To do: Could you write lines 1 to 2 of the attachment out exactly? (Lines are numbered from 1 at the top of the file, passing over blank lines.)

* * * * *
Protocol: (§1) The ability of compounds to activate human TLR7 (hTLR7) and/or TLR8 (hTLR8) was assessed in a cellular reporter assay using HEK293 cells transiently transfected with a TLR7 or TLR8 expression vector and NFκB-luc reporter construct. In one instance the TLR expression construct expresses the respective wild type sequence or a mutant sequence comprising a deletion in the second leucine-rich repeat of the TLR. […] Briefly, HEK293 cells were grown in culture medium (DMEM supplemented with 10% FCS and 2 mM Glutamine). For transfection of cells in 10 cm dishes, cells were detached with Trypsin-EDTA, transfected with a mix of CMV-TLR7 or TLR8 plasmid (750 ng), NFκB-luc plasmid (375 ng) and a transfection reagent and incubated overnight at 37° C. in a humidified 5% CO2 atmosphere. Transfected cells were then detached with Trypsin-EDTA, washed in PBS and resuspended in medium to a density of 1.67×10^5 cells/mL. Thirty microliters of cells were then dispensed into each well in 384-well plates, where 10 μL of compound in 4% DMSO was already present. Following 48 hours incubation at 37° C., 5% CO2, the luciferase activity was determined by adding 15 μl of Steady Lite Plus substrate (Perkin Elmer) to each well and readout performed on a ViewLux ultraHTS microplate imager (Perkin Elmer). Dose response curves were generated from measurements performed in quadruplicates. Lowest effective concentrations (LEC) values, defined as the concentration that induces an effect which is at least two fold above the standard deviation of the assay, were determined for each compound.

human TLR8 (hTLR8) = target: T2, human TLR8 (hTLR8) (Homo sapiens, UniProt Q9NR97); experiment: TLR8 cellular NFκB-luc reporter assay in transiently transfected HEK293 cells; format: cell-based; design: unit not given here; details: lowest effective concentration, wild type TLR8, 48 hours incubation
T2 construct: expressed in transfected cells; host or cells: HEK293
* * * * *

Protocol: (§1) The ability of compounds to activate human TLR7 (hTLR7) and/or TLR8 (hTLR8) was assessed in a cellular reporter assay using HEK293 cells transiently transfected with a TLR7 or TLR8 expression vector and NFκB-luc reporter construct. In one instance the TLR expression construct expresses the respective wild type sequence or a mutant sequence comprising a deletion in the second leucine-rich repeat of the TLR. […] Briefly, HEK293 cells were grown in culture medium (DMEM supplemented with 10% FCS and 2 mM Glutamine). For transfection of cells in 10 cm dishes, cells were detached with Trypsin-EDTA, transfected with a mix of CMV-TLR7 or TLR8 plasmid (750 ng), NFκB-luc plasmid (375 ng) and a transfection reagent and incubated overnight at 37° C. in a humidified 5% CO2 atmosphere. Transfected cells were then detached with Trypsin-EDTA, washed in PBS and resuspended in medium to a density of 1.67×10^5 cells/mL. Thirty microliters of cells were then dispensed into each well in 384-well plates, where 10 μL of compound in 4% DMSO was already present. Following 48 hours incubation at 37° C., 5% CO2, the luciferase activity was determined by adding 15 μl of Steady Lite Plus substrate (Perkin Elmer) to each well and readout performed on a ViewLux ultraHTS microplate imager (Perkin Elmer). Dose response curves were generated from measurements performed in quadruplicates. Lowest effective concentrations (LEC) values, defined as the concentration that induces an effect which is at least two fold above the standard deviation of the assay, were determined for each compound.

human TLR8 (hTLR8) = target: T2, human TLR8 (hTLR8) (Homo sapiens, UniProt Q9NR97); experiment: TLR8 cellular NFκB-luc reporter assay in transiently transfected HEK293 cells; format: cell-based; design: unit not given here; details: lowest effective concentration, wild type TLR8, 48 hours incubation